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Christmas Was Not a National Holiday Until 1870 When Finally Declared by President U.S. Grant

We take Christmas as a public holiday for granted, even in our increasingly multi-religious and non-religious world. In a year of degraded public discourse, the story behind its legal place in our calendar can shine a light on an American leader who offered as his presidential campaign slogan: “Let us have peace.” President Ulysses S. Grant signed a proclamation making Christmas a national holiday on June 24, 1870.

The story behind his signing is filled with paradox.

The Pilgrims who first came to a new England did not celebrate Christmas. Their memories of Christmas in the old England they left behind were of a season of decadence and debauchery. Nearly two centuries later, in the first year of the new United States, Congress met in session on December 25, 1789 — certainly not a holiday.

In the early decades of the 19th century Americans began to reimagine Christmas, turning it into church- and family-centered celebrations. Charles Dickens published “A Christmas Carol” in 1843. Carol singing, tree decorations and gift-giving became regular parts of Christmas. Political cartoonist Thomas Nast, a German immigrant, popularized a jolly Santa Claus in his drawings.

During the Civil War, Christmas meant a day of rest as well as memories of festivities back home. Robert Gould Shaw, who would receive fame as commander of the 54th Massachusetts, the first African-American regiment organized in the North, wrote, “It is Christmas morning and I hope for a happy and merry one for you all.”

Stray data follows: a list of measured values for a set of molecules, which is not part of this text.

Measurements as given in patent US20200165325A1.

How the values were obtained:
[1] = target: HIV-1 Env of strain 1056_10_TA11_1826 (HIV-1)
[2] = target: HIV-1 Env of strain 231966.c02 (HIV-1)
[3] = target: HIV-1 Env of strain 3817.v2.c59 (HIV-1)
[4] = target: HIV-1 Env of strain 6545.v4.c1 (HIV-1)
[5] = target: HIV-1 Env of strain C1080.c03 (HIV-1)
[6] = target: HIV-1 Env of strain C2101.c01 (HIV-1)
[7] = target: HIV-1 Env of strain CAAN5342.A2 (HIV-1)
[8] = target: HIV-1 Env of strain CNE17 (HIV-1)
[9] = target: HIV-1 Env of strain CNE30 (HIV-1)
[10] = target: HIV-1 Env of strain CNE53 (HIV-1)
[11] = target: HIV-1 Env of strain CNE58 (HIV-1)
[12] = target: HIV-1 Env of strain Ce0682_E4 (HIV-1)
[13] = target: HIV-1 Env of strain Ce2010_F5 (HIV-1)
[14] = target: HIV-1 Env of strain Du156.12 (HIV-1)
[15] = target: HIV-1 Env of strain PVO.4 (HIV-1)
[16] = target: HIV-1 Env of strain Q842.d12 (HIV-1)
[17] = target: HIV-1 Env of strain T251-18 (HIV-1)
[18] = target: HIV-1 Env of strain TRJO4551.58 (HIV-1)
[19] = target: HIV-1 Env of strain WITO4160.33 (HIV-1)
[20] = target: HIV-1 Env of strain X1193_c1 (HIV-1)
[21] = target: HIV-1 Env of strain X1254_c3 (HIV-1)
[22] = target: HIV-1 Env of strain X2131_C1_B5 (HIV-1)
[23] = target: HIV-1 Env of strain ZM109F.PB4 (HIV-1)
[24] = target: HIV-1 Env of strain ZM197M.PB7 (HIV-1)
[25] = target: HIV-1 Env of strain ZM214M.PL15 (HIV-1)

Grant, victorious Union Civil War general, emerged from the war with a passion to reunite the nation. If he had become a practitioner of a “hard war” during the four-year-long conflict, as the war reached its climax he grew into an advocate of a “soft peace.” He demonstrated his belief at the Confederate surrender at Appomattox when he offered Robert E. Lee a magnanimous peace.

Grant’s decision to declare Christmas a legal public holiday reveals two sides of this self-effacing American leader. First, although he is not portrayed as a religious person in biographies, a closer look will reveal a quiet man who did not wear his faith on his sleeve, but displayed his Methodist commitment to social justice.

Nova Homes of South Florida wishes everyone a joyous, peaceful, and hopeful Merry Christmas and a Happy Holiday season. Nova Homes is building custom homes in Naples, Marco Island, and Golden Gate Estates, Florida. For more information call 239.307.6116 or visit


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